lect4 - CSE261 Spring 2008 Objectives: To learn about the...

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Unformatted text preview: CSE261 Spring 2008 Objectives: To learn about the variety of ways in which a logic function can be represented how to analyze combinational logic circuits how to realize logic functions using available gates how to transform a word description into a logic function Combinational Analysis Review: Logic Circuit Logic Function Truth Table Analyze a combinational logic circuit by obtaining a formal description of its logic function Outputs of a combinational logic circuit depends only on its current inputs (not on history) Kinds of combinational analysis: exhaustive (truth table) algebraic (expressions) CSE261 Combinational Logic Design #1 #1 CSE261 Combinational Logic Design #2 #2 Example: I) A B (A + B) B) F (B C) Combinational Circuit Synthesis II) Truth Table 1. C Logic Function Logic Circuit III) A 0 1 2 3 4 5 6 7 0 0 0 0 1 1 1 1 B 0 0 1 1 0 0 1 1 C 0 1 0 1 0 1 0 1 F 0 0 1 1 1 1 1 1 F = [(A + B) (B C)] B) FA,B,C= (2,3,4,5,6,7) IV) F = A'BC'+A'BC+AB'C'+AB'C+ABC'+ABC BC' +A' BC+AB' +AB' C+ABC' Logic Function: The canonical sum expression. The canonical product expression. The canonical Implementations: AND-OR and its equivalent NAND-NAND ANDNAND OR-AND and its equivalent NOR-NOR ORNORLogic Function minimization: simplifying the logic function to reduce the number of gates. Minimization methods: Using theorems Karnaugh map CSE261 Combinational Logic Design #4 #4 2. FA,B,C = (0,1) V) A B VI) F=A+B F 3. F = (A+B+C)(A+B+C') (A+B+C)(A+B+C' 4. CSE261 Combinational Logic Design #3 #3 Combinational Logic Design 1 CSE261 Spring 2008 Combinational-Circuit Design CombinationalSometimes you can write an equation or equations directly using `logic' (the kind in your brain). logic' Example (alarm circuit): ALARM = PANIC + ENABLE . EXITING' . SECURE' EXITING' SECURE' SECURE = WINDOW . DOOR . GARAGE ALARM = PANIC + ENABLE . EXITING' . (WINDOW . DOOR . GARAGE)' EXITING' GARAGE)' Example (cont.): Alarm-circuit transformation AlarmSum-of-products form Sum- of Useful for programmable logic devices Multiply out Corresponding circuit: CSE261 Combinational Logic Design #5 #5 CSE261 Combinational Logic Design #6 #6 Sum-of-products form Sum- of- NAND-NAND Implementation NANDF = XYZ + XYZ + XYZ (XYZ) (X Y Z) X Z X (XYZ) (X YZ X Z) F AND-OR AND- Y Z (XYZZ (X Y ) X F = [(XYZ) (XYZ) (XYZ)] [(X Z) Z) NAND-NAND NANDCSE261 Combinational Logic Design #7 #7 F = XYZ + XYZ + XYZ CSE261 Combinational Logic Design #8 #8 Combinational Logic Design 2 CSE261 Spring 2008 Product-of-sums form Product- of- NOR-NOR Implementation NORF = (X + Y + Z)(X + Y' + Z)(X' + Y + Z)(X' + Y + Z')(X' + Y' + Z') (X' (X' (X' X Y OR - AND Z NOR - NOR CSE261 Combinational Logic Design #9 #9 CSE261 Combinational Logic Design #10 #10 Minimization Example: Prime Number Detector Truth table canonical sum (sum of minterms) Example (cont.): Minterm list Row 0 1 2 3 4 5 6 7 8 9 10 11 12 13 14 15 N3 0 0 0 0 0 0 0 0 1 1 1 1 1 1 1 1 N2 0 0 0 0 1 1 1 1 0 0 0 0 1 1 1 1 N1 0 0 1 1 0 0 1 1 0 0 1 1 0 0 1 1 N0 0 1 0 1 0 1 0 1 0 1 0 1 0 1 0 1 F 0 1 1 1 0 1 0 1 0 0 0 1 0 1 0 0 canonical sum F = N3N2N1N0 (1,2,3,5,7,11,13) = N3 '. N2 '. N1 '. N0 + N 3 '. N2 '. N1 . N0 ' + N 3 '. N2 '. N1 . N0 + N 3 '. N2 . N1 '. N0 + N 3 '. N2 . N1 . N0 + N 3 . N2 '. N1 . N0 + N 3 . N2 . N1 '. N0 F = N3N2N1N0 (1,2,3,5,7,11,13) CSE261 Combinational Logic Design #11 #11 CSE261 Combinational Logic Design #12 #12 Combinational Logic Design 3 CSE261 Spring 2008 Example (cont.): Algebraic simplification (T10) Visualizing T10 - Karnaugh Maps A representation of the truth table by a matrix of cells, where each cell corresponds to a minterm (or a maxterm) of the logic function. For n-variable function, we need 2n rows truth table and 2n cells. cells. The cell number is equivalent to the row number in the truth table. table. The truth table values are copied into their corresponding cells. cells. The cell arrangements help to identify the input variable redundancy X Y + X Y = X X Y + X Y = X F = N3N2N1N0 (1,2,3,5,7,11,13) = N3 '. N2 '. N1 '. N0 + N 3 '. N2 '. N1 . N0 + N 3 '. N2 . N1 '. N0 + N 3 '. N2 . N1 . N0 + ... = (N3'. N2'. N1'. N0 + N3'. N2'. N1. N0) + (N3'. N2. N1'. N0 + N3'. N2. N1'. N0) + ... = N 3 '. N2 '. N0 + N 3 '. N2 . N0 + ... Reduce number of gates and gate inputs CSE261 Combinational Logic Design #13 #13 CSE261 Combinational Logic Design #14 #14 Two-variable Karnaugh map TwoExample 1: F = XY + XY XY X Row 0 1 2 3 X 0 0 1 1 Y 0 1 0 1 F 0 0 1 1 1 Example 2: F = XY + XY X Row 0 X 0 0 1 1 Y 0 1 0 1 F 1 1 0 0 1 X 0 1 2 X 0 1 2 Y 0 0 Y 0 0 0 1 3 1 1 Y 1 2 3 1 1 3 0 0 Y 0 1 Simplification: F = X(Y + Y) = X1 = X X(Y Simplification: F = X(Y + Y) = X1 = X CSE261 Combinational Logic Design #15 #15 CSE261 Combinational Logic Design #16 #16 Combinational Logic Design 4 CSE261 Spring 2008 Three-variable Karnaugh map ThreeExample 3: Row 0 1 2 3 4 5 6 7 X 0 0 0 0 1 1 1 1 Y 0 0 1 1 0 0 1 1 Karnaugh-map usage Karnaugh1. F = XYZ + XYZ + XYZ + XYZ XY XY Z 0 1 0 1 0 1 0 1 F 1 1 0 0 1 1 0 0 1 0 Plot 1s corresponding to minterms of function. Circle largest possible rectangular sets of 1s. 1s. XY Z 0 00 2 01 6 11 X 10 4 2. # of 1s in set must be power of 2 OK to cross edges Variable is 1 Variable is 0 include variable include complement of variable variable not included 1 1 3 0 7 0 5 1 1 Z 3. Read off product terms, one per circled set. 1 0 Y 0 Variable is both 0 and 1 4. 5. Circled sets and corresponding product terms are called `prime implicants' implicants' Minimum number of gates and gate inputs CSE261 Combinational Logic Design #18 #18 Simplification: F = XY(Z + Z) + XY(Z + Z) = XY + XY = (X + X)Y= Y XY XY )Y CSE261 Combinational Logic Design #17 #17 Example 1: Combining Two cells: I) Cells (0,1): X=Y=0; Z=0,1 (0,1): Product term: X'Y' Cells (4,5): X=1; Y=0; Z=0,1 (4,5): Product term : XY' XY' OR: II) Cells (0,4): Y=0; Z=0; X=0,1 (0,4): Product term: Y'Z' Cells (1,5): Y=0; Z=1; X=0,1 (1,5): Product term : Y'Z Z Z XY 00 0 1 0 2 01 6 7 11 X 10 4 Example 1 (cont.): XY Combining four cells III) Cells (0,1,4,5) (0,1,4,5) Z X=0,1; Z=0,1; Y=0 The product term: Y' 1 1 X 00 01 2 6 7 11 4 10 1 1 3 5 1 1 Y Z 0 0 1 1 3 5 1 1 Y Z 1 XY 00 0 1 0 2 01 6 7 11 4 10 The sum of products expression of F: From I) From II) From III) F =X'Y'+XY' or =X' +XY' F=Y'Z'+Y'Z or: F=Y' +Y' 1 1 3 5 1 1 CSE261 Combinational Logic Design #19 #19 1 F =Y' =Y' CSE261 Combinational Logic Design #20 #20 Combinational Logic Design 5 CSE261 Spring 2008 Example 2: Z Combine cells (0,2,6,4) (0,2,6,4) X=0,1; Y= 0,1; Z=0 Product Term: Z' Combine cells (4,5) (4,5) X=1; Y=0; Z=0,1 Product Term: XY' XY' F = XY'+Z' XY' +Z' XY 00 0 1 0 2 01 6 11 X 10 4 Exercise: X 00 0 1 0 2 01 6 11 4 10 1 1 3 1 7 1 5 1 1 Z XY Z 1 1 3 1 7 5 1 1 Y Y 1 1 Z The canonical sum is: F=X'Y'Z'+XYZ'+XY'Z'+XY'Z+XYZ' F=X' +XYZ' +XY' +XY' Z+XYZ' CSE261 Combinational Logic Design #21 #21 CSE261 Combinational Logic Design #22 #22 Definitions: 1. In Example 1: Z XY 00 0 0 2 01 6 11 X 10 4 A logic function P implies a logic function F if for every input combination for which P=1, then F=1 also. (P is an implicant of F) Any minterm or combination of minterms in the canonical sum expression is an implicant of the output function A prime implicant is a group of combined minterms that can't be can' combined with any other minterm or group of minterms minterms are unique (i.e at least one minterm is not contained in any in other prime implicant. A unique minterm is called an Essential 1-Cell 1A minimal sum of a logic function is a sum-of-products expression sum- offor F such that no sum-of-products expression for F has fewer product sum- ofterms. 2. Implicants X'Y'Z' XY' XY' 1 1 3 1 7 1 5 1 1 Z 1 3. Y 4. Essential prime implicant is a prime implicant in which one or more Prime Implicants XY' XY' Z' 5. Essential Prime Implicants XY' XY' Z' CSE261 Combinational Logic Design #24 #24 CSE261 Combinational Logic Design #23 #23 Combinational Logic Design 6 CSE261 Spring 2008 Example 3: Combining (0,2) Product term: X'Z' Combining (2,3) Product term: X'Y Combining (3,7) Product term: YZ XY Z 0 1 0 00 2 01 6 11 X 10 4 5 Example 3: The prime implicants: 1- (0,2) X'Z' 2- (0,4) Y'Z' Z XY 00 0 1 0 2 01 6 11 X 10 4 1 1 3 1 7 1 Y 1 Z 1 1 3 1 7 5 1 1 Y Largest possible set Unique minterm X'Z', X'Y, and YZ are prime implicants X'Z', YZ are essential prime implicants X'Y is non-essential prime implicant (redundant) because all its nonminterms are covered in the other essential prime implicants F= X'Z'+X'Y+YZ OR: F = X'Z'+YZ (the minimal sum of F) X' X' CSE261 Combinational Logic Design #25 #25 No ess 3- (2,3) X'Y en t ia lp r im ei 4- (3,7) YZ mp lica nt! 1 1 Z 6 -(5,7) XZ 5- (4,5) XY' XY' Two possible minimal sums: 1- Using the prime implicants 1,4,and 5; F= X'Z'+YZ+XY' X' +YZ+XY' 2- Using the prime implicants 2,3,and 6; F= Y'Z'+ X'Y+XZ Y' X' CSE261 Combinational Logic Design #26 #26 Example 4: F = (1,2,5,7) 1. Summary: Load the minterms and maxterms into the K-map by placing the 1's K1' and 0's in the appropriate cells. 0' Look for groups of minterms and write the corresponding product terms (the prime implicants): 2. The group size should be a power of 2. Find the largest groups of minterms first then find smaller groups groups of minterms until all groups are found and all 1-cells are covered. 1- 3. 4. Determine the essential prime implicants. implicants. Select all essential prime implicants and the minimal set of the remaining prime implicants that cover the remaining 1's. 1' Its possible to get more that one equally simplified expression if more than one set of the remaining prime implicants contains the same number of minterms. CSE261 Combinational Logic Design #28 #28 5. CSE261 Combinational Logic Design #27 #27 Combinational Logic Design 7 CSE261 Spring 2008 Four-variable Karnaugh map FourWX YZ 00 01 11 00 0 1 3 2 4 5 7 6 01 11 12 13 15 14 8 9 11 10 Example 4: Row 0 W 0 0 0 0 0 0 0 0 1 1 1 1 1 1 1 1 X 0 0 0 0 1 1 1 1 0 0 0 0 1 1 1 1 Y 0 0 1 1 0 0 1 1 0 0 1 1 0 0 1 1 Z 0 1 0 1 0 1 0 1 0 1 0 1 0 1 0 1 F 1 0 1 0 0 1 0 1 1 0 1 0 0 1 0 1 CSE261 Combinational Logic Design #30 #30 F= W'X'Y'Z'+ W'X'YZ'+ YZ' W'XYZ'+ XYZ' W'XYZ+ WX'Y'Z'+ WX' WX'YZ'+ WX' YZ' WXY'Z'+ WXY' WXYZ W 10 1 2 3 4 5 6 7 8 9 10 11 12 Z Y 10 X 13 14 CSE261 Combinational Logic Design #29 #29 15 Example 4 (cont.): WX Essential prime implicants: The product term: XZ The product term : X'Z' Y YZ 00 01 11 10 00 01 11 Example 5: W 10 WX Essential prime implicants: The product term: X'Z Z The product term : XZ' XZ' Y YZ 00 01 11 10 00 01 11 W 10 1 1 1 1 X 1 1 1 1 1 1 1 1 X 1 1 1 1 Z F = XZ + X'Z' X' CSE261 Combinational Logic Design #31 #31 F = X'Z + XZ' XZ' CSE261 Combinational Logic Design #32 #32 Combinational Logic Design 8 CSE261 Spring 2008 Exercise: Row 0 1 2 3 4 5 6 7 8 9 10 11 12 13 14 15 W 0 0 0 0 0 0 0 0 1 1 1 1 1 1 1 1 X 0 0 0 0 1 1 1 1 0 0 0 0 1 1 1 1 Y 0 0 1 1 0 0 1 1 0 0 1 1 0 0 1 1 Z 0 1 0 1 0 1 0 1 0 1 0 1 0 1 0 1 F 1 1 1 0 1 1 1 0 1 1 0 0 1 1 1 0 CSE261 Combinational Logic Design #33 #33 Exercise (cont.): W 00 00 01 11 0 1 3 2 4 5 7 6 01 11 12 13 15 14 8 9 11 10 10 WX YZ 00 01 00 0 1 3 2 01 4 5 7 6 11 12 13 15 14 W 10 8 9 WX YZ 1 1 1 1 1 1 1 1 Z Z 11 11 10 Y 10 Y 10 1 1 1 X X F = Y' + W'Z' + XZ' Y' W' XZ' CSE261 Combinational Logic Design #34 #34 Example 6: The prime implicants: W'X' W'Y' W'Z XYZ WXY The essential prime implicants: Y W'X' W'Y' WXY Cell 7 is not covered by any of the essential prime implicants. Its covered by two non-essential prime nonimplicant. We choose the one with the less number of variables which is W'Z W' WX YZ 00 01 11 10 00 0 1 3 2 01 4 5 7 6 11 12 13 15 W 10 8 9 11 10 Exercise: FW,X,Y,Z= (0,1,2,3,4,6,7,8,9,12,14) 1 1 1 1 1 1 1 Z 1 1 14 X F= W'X'+W'Y'+WXY+W'Z W' +W' +WXY+W' CSE261 Combinational Logic Design #35 #35 CSE261 Combinational Logic Design #36 #36 Combinational Logic Design 9 CSE261 Spring 2008 Five-variable Karnaugh map FiveFive variable K-map is formed using two connected four-variable maps: Kfourmaps: V VWX YZ 00 01 11 10 0 1 3 2 000 4 5 7 6 001 011 12 13 15 14 8 9 11 10 Cells (0,2,8,10) and (16,18,24,26) form essential prime implicant: X'Z' (0,2,8,10) (16,18,24,26) implicant: Cells(5,7,13,15) and (21,23,29,31) form essential prime implicant: XZ Cells(5,7,13,15) (21,23,29,31) implicant: F=XZ+X'Z' F=XZ+X' VWX YZ 000 00 0 4 001 011 12 13 W 010 8 100 16 101 20 21 V 111 28 29 W 010 100 16 17 19 18 101 20 21 23 22 111 28 29 31 30 W 110 W 110 24 Example 7: 24 25 27 26 1 1 3 2 5 9 1 1 7 1 17 19 18 1 25 27 26 01 11 Z 1 15 11 10 1 23 1 31 Z Y Y 10 1 6 1 14 1 22 1 30 1 X 1 1 X 1 CSE261 Combinational Logic Design #38 #38 X X CSE261 Combinational Logic Design #37 #37 Simplifying the Product of Sums 1. 2. Example 8: The prime implicants: Cells (0,1,8,9): X=0, Y=0 (0,1,8,9): The sum term: X+Y Plot 0s corresponding to maxterms of function. Circle largest possible rectangular sets of 0s. 0s. WX YZ 00 01 11 00 0 1 3 2 01 4 5 7 6 11 12 13 15 14 W 10 8 9 # of 0s in set must be power of 2 OK to cross edges Variable is 0 Variable is 1 include variable include complement of variable variable not included 0 0 0 0 0 Z 3. Read off product terms, one per circled set. Cells (8,10,12,14): W=1, Z=0 (8,10,12,14): The sum term: W'+Z 11 10 Y 10 Variable is both 1 and 0 0 0 4. 5. Circled sets and corresponding product terms are called `prime implicants' implicants' Minimum number of gates and gate inputs CSE261 Combinational Logic Design #39 #39 The two prime implicants are essential prime implicants and cover all zeros X The minimal product of sums: F = (X + Y) . (W' + Z) (W' CSE261 Combinational Logic Design #40 #40 Combinational Logic Design 10 CSE261 Spring 2008 Exercise: Row 0 1 2 3 4 5 6 7 8 9 10 11 12 13 14 15 W 0 0 0 0 0 0 0 0 1 1 1 1 1 1 1 1 X 0 0 0 0 1 1 1 1 0 0 0 0 1 1 1 1 Y 0 0 1 1 0 0 1 1 0 0 1 1 0 0 1 1 Z 0 1 0 1 0 1 0 1 0 1 0 1 0 1 0 1 F 1 1 1 0 1 1 1 0 1 1 0 0 1 1 1 0 WX YZ 00 01 11 00 0 1 3 2 4 5 7 6 01 11 12 13 15 14 W 10 8 9 11 10 Simplifying POS - Another method Complement the function. Use K-map to get the minimal sum Kof the complement function. Complement the minimal sum to get the minimal product W WX 1. The function is complemented and represented using K-map: K2. The essential prime implicants are: WZ', X'Y WZ' X' YZ 00 01 11 00 0 1 3 2 01 4 5 7 6 11 12 13 15 14 10 8 9 Z Y 10 1 1 1 1 1 Z X Essential prime implicants: (3,7,15,11): Z=1, Y=1; The sum term: Z'+Y' +Y' (10,11): W=1, X=0,Y=1; The sum term: W'+X+Y' +X+Y' CSE261 #41 F=(Z'+Y').(W'+X+Y') Combinational Logic Design #41 F=(Z'+Y' ).(W' +X+Y' 3. The minimal Sum: M = X'Y' + WZ' Y X' WZ' 10 11 10 1 1 4. F = M' = (X'Y'+WZ')' = (X+Y).(W'+Z) M' (X' +WZ' (X+Y).(W' X CSE261 Combinational Logic Design #42 #42 Minimal Product of Sums vs. Minimal Sum of Products: Compare the minimal product and the minimal sum designs to find the best (least # of gates) realization. In the previous example: The minimal sum is: F = W'X + W'Y + XZ + YZ W' W' The minimal product: F = (X + Y) . (W' + Z) product: (W' The minimal product implementation is cheaper. Prime-number detector (again) Prime- CSE261 Combinational Logic Design #43 #43 CSE261 Combinational Logic Design #44 #44 Combinational Logic Design 11 CSE261 Spring 2008 Prime-number detector (cont.) PrimeWhen we solved algebraically, we missed one simplification -- the circuit below has three less gate inputs. Example 9: CSE261 Combinational Logic Design #45 #45 CSE261 Combinational Logic Design #46 #46 Example 10: Don't Care Conditions: Don' In some applications, the Boolean function for certain combinations of the input variables is not specified. The corresponding minterms (maxterms) are called "don't care don' minterms(maxterms)". minterms(maxterms)" In K-map , these are represented by `d'. KSince the output function for those minterms(maxterms) is not specified, those minterms(maxterms) could be combined with the adjacent 1 cells (0-cells) to get a more simplified sum-of(0sum- ofproducts (product-of-sums) expression. (product- ofCSE261 Combinational Logic Design #47 #47 CSE261 Combinational Logic Design #48 #48 Combinational Logic Design 12 CSE261 Spring 2008 Example 11: Build a logic circuit that determines if a decimal digit is 5 Example 11 (cont.): Truth Table Row 0 1 2 3 4 5 6 7 8 9 10 11 12 13 14 CSE261 Combinational Logic Design #49 #49 W 0 0 0 0 0 0 0 0 1 1 1 1 1 1 1 1 X 0 0 0 0 1 1 1 1 0 0 0 0 1 1 1 1 Y 0 0 1 1 0 0 1 1 0 0 1 1 0 0 1 1 Z 0 1 0 1 0 1 0 1 0 1 0 1 0 1 0 1 F 0 0 0 0 0 1 1 1 1 1 d d d d d CSE261 Combinational Logic Design #50 #50 1. 2. 3. 4. The decimal digits (0,1,2,...,9) are represented by 4 bit BCD code. code. The logic circuit should have 4 input variables and 1 output. output. There are 16 different input combinations but only 10 of them are used. The logic function should produce 0 if the number is < 5, and 1 if it is 5. 15 d Example 11 (cont.): K-Map K- Example 11 (cont.): Minimal Product WX 10 8 9 WX The Minimal Sum: Combining the `1' cells only, the minimal sum is: F = WX'Y'+W'XZ+W'XY WX' +W' XZ+W' Combining the dont care minterms with the `1' cells, the minimal sum is: YZ 00 01 11 00 0 1 3 2 4 5 7 01 11 12 13 15 W W 00 01 4 11 12 10 8 9 0 The Minimal Product: YZ 00 d d d d 1 1 F= (W+X).(W+Y+Z) Z Y 10 01 11 0 1 5 0 1 1 6 d d d d 1 1 Z 13 15 14 1 1 0 3 7 11 10 11 10 Y 10 d d 0 2 d d 6 1 14 0 1 F = W+XZ+XY X X CSE261 Combinational Logic Design #51 #51 CSE261 Combinational Logic Design #52 #52 Combinational Logic Design 13 CSE261 Spring 2008 Example 11 (cont.): Implementation The minimal sum implementation: F = W+XZ+XY W X Y Z F Multiple-Output Minimization MultipleMost digital applications require multiple outputs derived from the same input variables. X Y Z Logic Circuit F1 F2 The minimal product implementation: F= (W+X).(W+Y+Z) W X Y Z F W X Y Z F 1. Each output function could be minimized using K-map and Krealized independently. The output functions could share one or more product terms (prime implicant) which reduces the total number of gates. CSE261 Combinational Logic Design #54 #54 2. CSE261 Combinational Logic Design #53 #53 Example 12: F1 = XZ + YZ' YZ' F2 = XY' + YZ' XY' YZ' F1 Z 0 1 0 1 Example 12 (cont.): Logic Diagram F2 Z 10 4 0 1 5 0 1 XY 00 2 01 6 11 X 10 4 XY 00 2 01 6 11 X Independent realization Minimal realization F1= XZ+YZ' XZ+YZ' Z X Y Z F1 1 3 7 1 5 1 1 1 3 7 1 1 Y XY Z F2= XY'+YZ' XY' YZ' 1 Z Y F2 X 00 0 1 0 1 2 01 6 11 4 10 To find the common terms multiply the two functions (F1.F2) The common terms are: YZ', XY'Z YZ' XY' F1 X Y Z CSE261 Combinational Logic Design #56 #56 1 3 7 1 5 1 Y Z F2 CSE261 Combinational Logic Design #55 #55 Combinational Logic Design 14 CSE261 Spring 2008 Timing Hazards The Truth Table determines the Steady State behavior of a Combinational Logic Circuit Transient behavior: 1. 2. Definitions Static-1 Hazard: Two input combinations that: Static- Hazard: differ in only one variable. both produce logic 1. 1 0 Output could produce glitches when input variables change. Glitches occur when the paths between inputs and output have different delays. Timing Hazards refer to the possibility of having glitches during input transitions. possibly produce Logic 0 glitch during input variable transition Static-0 Hazard: Two input combinations that Static- Hazard: 3. differ in only one variable both produce logic 0 1 0 Hazards: 1. 2. 3. possibly produce Logic 1 glitch during input variable transition Definitions. Finding hazards. Eliminating hazards. CSE261 Combinational Logic Design #57 #57 Dynamic hazards: hazards: The output could change more than once during input transitions Caused by multiple paths with different delays from input to the output CSE261 Combinational Logic Design #58 #58 Example F = YZ + XZ' XZ' Delay in each gate is T . Input changes from XYZ = 111 to 110 Finding Timing hazards using K-map KAND-OR Circuits: ANDStatic 0 hazards do not exist in the sum-of products (AND-OR) implementation. sum(ANDStatic 1 hazards are possible The K-map of the function F in the previous example: KCell 6 and 7 are covered in two product terms. X Y Z Z' YZ XZ' XZ' F T glitch Y Z X F Faster Y Z X 1 1 0 0 1 1 0 Z 0 1 0 1 XY X 00 2 3 01 6 11 4 10 F 1 0 1 1 7 5 1 Z 1 Static 1 hazard CSE261 Combinational Logic Design #59 #59 1 Y 1 CSE261 Combinational Logic Design #60 #60 Combinational Logic Design 15 CSE261 Spring 2008 Timing hazards in OR-AND circuits OROR - AND Circuits: Static 1 hazards do not exist in the products-of sum (OR-AND) implementation. products(ORStatic 0 hazards are possible The minimal product of F = (X+Z)(Y+Z') (X+Z)(Y+Z' Cell 0 and Cell 1 are covered in two sum terms Static 0 hazard occurs when inputs switched between 000 to 001 Faster X Z Y 0 1 0 0 1 Z XY 00 0 1 0 2 01 6 11 4 5 Eliminating Timing Hazards AND-OR Circuit ANDAdd a prime implicant that combines the two inputs that cause static 1 hazard. XY X 00 01 2 3 6 11 4 10 0 1 Y Z X 10 1 1 0 1 1 0 F 1 0 1 1 Z 0 1 1 7 5 1 Z X 1 Y 1 F 0 1 0 1 0 0 1 3 0 7 0 0 Y 0 Z The hazard-free circuit hazard- Cells 6 & 7 are combined: XY Static 0 hazard CSE261 Combinational Logic Design #61 #61 CSE261 Combinational Logic Design #62 #62 Eliminating Timing Hazards OR - AND Circuit Add a prime implicant that combines the two inputs that cause static 0 hazard. XY Exercise F = W'X + Y'Z + WXYZ + WX'YZ' W' Y' WX' YZ' 1. W X Y Z W' W'X Y'Z X 00 01 2 6 11 4 5 10 0 Complete the timing diagram. (Assume all gates has same propagation delay=T ) Use K-map to show Static-0 hazards KStaticBuild a hazard-free circuit hazard- X Z Y 0 1 0 0 1 Z F 1 0 0 2. 3. 0 1 0 1 3 0 7 0 0 0 Y 0 Z WZYZ WX'YZ' WX' YZ' F T The hazard-free circuit hazard- Cells 0 & 1 are combined: X+Y CSE261 Combinational Logic Design #63 #63 CSE261 Combinational Logic Design #64 #64 Combinational Logic Design 16 CSE261 Spring 2008 Quine-McCluskey algorithm Quine1. Real-World Logic Design RealLots more than 6 inputs Design correctness more important than gate minimization Use Minimization process can be made into a program, using appropriate algorithms and data structures. guaranteed to find `minimal' solution minimal' 2. Required computation has exponential complexity (run time and storage) works well for functions with up to 8-12 variables, but 8quickly blows up for larger problems. `higher-level language' to specify logic operations higherlanguage' Use programs to manipulate logic expressions and minimize logic. PALASM, VHDL, VHDL, ABEL -- developed for PLDs 3. Heuristic programs (e.g., Espresso) used for larger problems, usually give minimal results. CSE261 Combinational Logic Design #65 #65 Verilog -- developed for ASICs CSE261 Combinational Logic Design #66 #66 ABEL Advanced Boolean Equation Language Developed for use with programmable logic devices, which have a programmable AND-OR structure. ANDCombinational logic functions Operators: Sets: ABEL Program Structure module module name title string device ID device deviceType; deviceType; pin declarations other declarations equations equations test_vectors test vectors end module name CSE261 Combinational Logic Design #68 #68 AND, OR, NOT, XOR, XNOR, & # ! $ !$ XBUS = [X3,X2,X1,X0]; XBUS = [1,1,0,1]; XBUS = 13; (XBUS == YBUS) Relations: Intermediate variables: (XBUS > [1,1,0,1]) CSE261 Combinational Logic Design #67 #67 Combinational Logic Design 17 CSE261 Spring 2008 ABEL Example Module Alarm_circuit Title `Alarm Circuit Example ALARMCKT device `P16V8C'; P16V8C' "Input pins PANIC, ENABLE, EXITING WINDOW, DOOR, GARAGE "Output pins ALARM "intermediate equation SECURE = WINDOW & DOOR & GARAGE; equations ALARM = PANIC # ENABLEA & !EXITING & !SECURE; CSE261 Combinational Logic Design #69 #69 ABEL Example (continued) test_vectors ([PANIC, ENABLEA,EXITING,WINDOW,DOOR,GARAGE] [ 1, 0, 0, 0, 0, 0, 0, .X., 0, 1, 1, 1, 1, 1, .X., .X., 1, 0, 0, 0, 0, .X., .X., .X., 0, .X., .X., 1, .X., .X., .X., .X., 0, .X., 1, .X.] .X.] .X.] .X.] .X.] 0] 1] [ [ [ [ [ [ [ [ALARM]) 1]; 0]; 0]; 1]; 1]; 1]; 0]; pin 1,2,3; pin 4,5,6; [ [ [ pin 11 istype `com'; com' [ [ [ End Alarm_Circuit CSE261 Combinational Logic Design #70 #70 ABEL language processor (compiler) 1. 2. 3. 4. ABEL equations file (cont.) Equations: ALARM = (ENABLE & !EXITING & !DOOR # ENABLEA & !EXITING & !WINDOW # ENABLEA & !EXITING & !GARAGE # PANIC); Reverse-Polarity Equations: Reverse!ALARM = (!PANIC & WINDOWS & DOOR & GARAGE # !PANIC & EXITING # !PANIC & !ENABLEA); Checks syntax Checks device-pin capabilities deviceExpands language statements and equations Reduces equations into sum-of-products form form for sum- ofprogrammable logic device (PLD) Checks test vectors against equations Checks equation requirements (# of inputs, product terms) against PLD resources Determines `fuse map' to program the PLD map' CSE261 Combinational Logic Design #71 #71 5. 6. 7. CSE261 Combinational Logic Design #72 #72 Combinational Logic Design 18 CSE261 Spring 2008 ABEL WHEN Statements Analysis WHEN (!A#B) THEN X1=C&!D; X1 = (!A#B)&(C&!D); WHEN (A&B) THEN X2=C#D; ELSE X2=E#F; X2=(A&B)&(C#D)#!(A&B)&(E#F); Logic Circuit Summary Logic Function Truth Table Truth Table Synthesis Logic Function Nested WHEN Statements WHEN (A) THEN X3=D; ELSE WHEN (B) THEN X3=E; ELSE WHEN (C) THEN X3=F; X3=(A)&(D) #!(A)&(AB)&(E) #!(A)&!(B)&(C)&(F); CSE261 Combinational Logic Design #73 #73 Canonical sum / Canonical product Boolean algebra theorems / K-Maps / Programs K- The minimal sum / product implementations CSE261 Combinational Logic Design #74 #74 Logic Circuit Next 1. Documentation Standards 2. Programmable Logic Devices 3. Decoders 4. Encoders 5. Three-state devices Three6. Multiplexers 7. XOR gates 8. Comparators 9. Adders 10. Comparators 11. Multipliers 12. Read-only memories (ROMs) ReadCSE261 Combinational Logic Design #75 #75 Combinational Logic Design 19 ...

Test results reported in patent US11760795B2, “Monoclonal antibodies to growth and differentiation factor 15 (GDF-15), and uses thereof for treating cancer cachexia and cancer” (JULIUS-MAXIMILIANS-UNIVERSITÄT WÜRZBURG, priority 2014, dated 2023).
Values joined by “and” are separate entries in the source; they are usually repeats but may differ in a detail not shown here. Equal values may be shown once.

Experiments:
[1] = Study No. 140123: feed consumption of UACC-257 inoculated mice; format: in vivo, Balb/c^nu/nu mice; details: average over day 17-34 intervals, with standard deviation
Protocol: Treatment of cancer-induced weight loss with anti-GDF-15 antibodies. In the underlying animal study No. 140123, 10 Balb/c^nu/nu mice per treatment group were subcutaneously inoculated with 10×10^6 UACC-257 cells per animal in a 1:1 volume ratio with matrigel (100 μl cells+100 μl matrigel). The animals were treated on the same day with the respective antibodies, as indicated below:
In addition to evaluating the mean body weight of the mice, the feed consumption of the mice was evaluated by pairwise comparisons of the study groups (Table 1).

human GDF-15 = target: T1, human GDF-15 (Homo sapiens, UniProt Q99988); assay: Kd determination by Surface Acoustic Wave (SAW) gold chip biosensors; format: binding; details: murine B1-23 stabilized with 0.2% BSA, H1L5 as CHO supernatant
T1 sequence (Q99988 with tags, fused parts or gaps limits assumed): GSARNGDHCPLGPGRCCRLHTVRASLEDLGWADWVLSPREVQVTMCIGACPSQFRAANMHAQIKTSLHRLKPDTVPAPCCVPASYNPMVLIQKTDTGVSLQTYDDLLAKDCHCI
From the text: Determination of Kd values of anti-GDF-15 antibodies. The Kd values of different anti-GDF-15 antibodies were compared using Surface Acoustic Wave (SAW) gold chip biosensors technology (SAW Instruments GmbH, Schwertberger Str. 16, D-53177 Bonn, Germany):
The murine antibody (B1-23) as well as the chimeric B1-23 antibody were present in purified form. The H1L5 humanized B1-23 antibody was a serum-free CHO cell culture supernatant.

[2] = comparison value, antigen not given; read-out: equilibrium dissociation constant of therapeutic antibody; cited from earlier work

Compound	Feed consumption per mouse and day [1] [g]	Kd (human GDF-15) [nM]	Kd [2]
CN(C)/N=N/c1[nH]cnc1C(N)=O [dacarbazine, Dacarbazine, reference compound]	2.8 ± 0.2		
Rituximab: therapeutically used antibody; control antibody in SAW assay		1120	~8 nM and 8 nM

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This note was uploaded on 05/08/2008 for the course CSE 261 taught by Professor Ercanli during the Spring '08 term at Syracuse.